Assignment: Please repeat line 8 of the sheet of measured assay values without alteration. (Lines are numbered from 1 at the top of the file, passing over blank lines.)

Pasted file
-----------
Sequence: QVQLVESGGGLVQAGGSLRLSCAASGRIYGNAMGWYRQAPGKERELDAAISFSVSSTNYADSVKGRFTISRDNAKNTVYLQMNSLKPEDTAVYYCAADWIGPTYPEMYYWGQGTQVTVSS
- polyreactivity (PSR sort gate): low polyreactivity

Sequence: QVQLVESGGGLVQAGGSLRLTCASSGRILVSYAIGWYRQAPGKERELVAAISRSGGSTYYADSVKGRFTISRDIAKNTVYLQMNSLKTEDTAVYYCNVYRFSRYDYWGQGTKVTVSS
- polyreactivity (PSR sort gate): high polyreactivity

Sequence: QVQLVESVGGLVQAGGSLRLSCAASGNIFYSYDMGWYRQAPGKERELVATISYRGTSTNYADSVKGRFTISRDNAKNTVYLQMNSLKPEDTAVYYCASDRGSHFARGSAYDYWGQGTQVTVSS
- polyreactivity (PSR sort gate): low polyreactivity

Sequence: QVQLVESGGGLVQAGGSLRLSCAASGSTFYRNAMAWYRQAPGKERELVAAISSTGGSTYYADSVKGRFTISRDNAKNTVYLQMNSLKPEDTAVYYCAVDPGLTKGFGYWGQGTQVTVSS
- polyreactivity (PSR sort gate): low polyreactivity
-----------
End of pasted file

- polyreactivity (PSR sort gate): low polyreactivity